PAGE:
Creeping Weight Gain Adds Up Over the Years, Study Shows
Oct. 3, 2005 -- Want to keep extra weight off as you age? You might want to develop a strategy that lasts a lifetime.
In a lengthy study, many people who had a normal body mass index (BMI) in middle age eventually became overweight, and some became obese.
Consider these before-and-after results:
- Between a tenth and a quarter became overweight in just four years.
- More than half became overweight in 30 years.
The study appears in the Annals of Internal Medicine. The researchers included Ramachandran Vasan, MD, of the Framingham Heart Study.
Vasan's study included more than 3,700 white men and women who were enrolled in the Framingham Heart Study.
Participants had their BMI measured at least twice, four years apart, during the 30-year study.
Middle-aged men packed on weight relatively quickly. Over four years, more than a quarter of the men with normal BMI became overweight. For men with normal and overweight BMI values, up to 9% became obese in four years.
A smaller percentage of women (14% to 19%) became overweight in four years' time. Between 5% and 7% of normal and overweight women became obese in four years, the study shows.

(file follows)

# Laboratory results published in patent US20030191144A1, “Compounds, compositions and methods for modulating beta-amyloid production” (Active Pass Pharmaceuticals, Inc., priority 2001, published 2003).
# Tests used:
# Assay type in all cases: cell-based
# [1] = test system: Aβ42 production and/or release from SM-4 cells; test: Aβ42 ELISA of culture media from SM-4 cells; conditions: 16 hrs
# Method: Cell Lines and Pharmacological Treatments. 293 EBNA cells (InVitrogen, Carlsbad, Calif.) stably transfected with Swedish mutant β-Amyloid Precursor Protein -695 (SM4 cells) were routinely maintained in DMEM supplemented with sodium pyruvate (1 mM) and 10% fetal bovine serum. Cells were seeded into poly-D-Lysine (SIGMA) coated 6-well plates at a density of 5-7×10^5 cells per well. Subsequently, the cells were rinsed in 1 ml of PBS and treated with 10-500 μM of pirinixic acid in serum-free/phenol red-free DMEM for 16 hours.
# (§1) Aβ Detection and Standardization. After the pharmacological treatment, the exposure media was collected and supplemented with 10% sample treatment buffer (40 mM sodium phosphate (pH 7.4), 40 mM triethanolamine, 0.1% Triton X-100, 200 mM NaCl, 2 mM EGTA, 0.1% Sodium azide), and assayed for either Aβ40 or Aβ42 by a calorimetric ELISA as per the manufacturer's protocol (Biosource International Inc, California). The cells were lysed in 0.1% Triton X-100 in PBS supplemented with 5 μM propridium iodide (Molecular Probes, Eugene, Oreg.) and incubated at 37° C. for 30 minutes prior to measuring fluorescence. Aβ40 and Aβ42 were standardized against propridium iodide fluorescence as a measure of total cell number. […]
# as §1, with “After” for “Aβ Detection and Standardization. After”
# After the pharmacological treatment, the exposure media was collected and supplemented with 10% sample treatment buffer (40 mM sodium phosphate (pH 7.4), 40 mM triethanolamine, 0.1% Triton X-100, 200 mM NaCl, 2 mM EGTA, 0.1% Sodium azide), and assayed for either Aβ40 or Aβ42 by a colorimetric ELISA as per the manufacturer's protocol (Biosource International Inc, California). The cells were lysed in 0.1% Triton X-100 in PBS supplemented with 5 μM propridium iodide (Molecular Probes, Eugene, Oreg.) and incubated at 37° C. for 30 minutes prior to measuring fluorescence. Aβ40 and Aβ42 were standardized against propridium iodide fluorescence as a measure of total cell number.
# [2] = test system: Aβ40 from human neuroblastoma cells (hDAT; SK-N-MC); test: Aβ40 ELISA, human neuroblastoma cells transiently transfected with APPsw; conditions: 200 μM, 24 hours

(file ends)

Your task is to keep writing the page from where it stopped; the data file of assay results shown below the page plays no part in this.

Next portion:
As the years gathered, so did the pounds. Here are the results over 30 years:
- More than half of all participants became overweight.
- About a quarter of participants became obese.
- 1 in 10 participants became severely obese.
Over the long haul, similar percentages of men and women became overweight or obese. People who were overweight when the study started were more likely to become obese.
"These estimates suggest that the future burden of obesity-associated diseases may be substantial," write the researchers. However, their report doesn't give details on participants' health.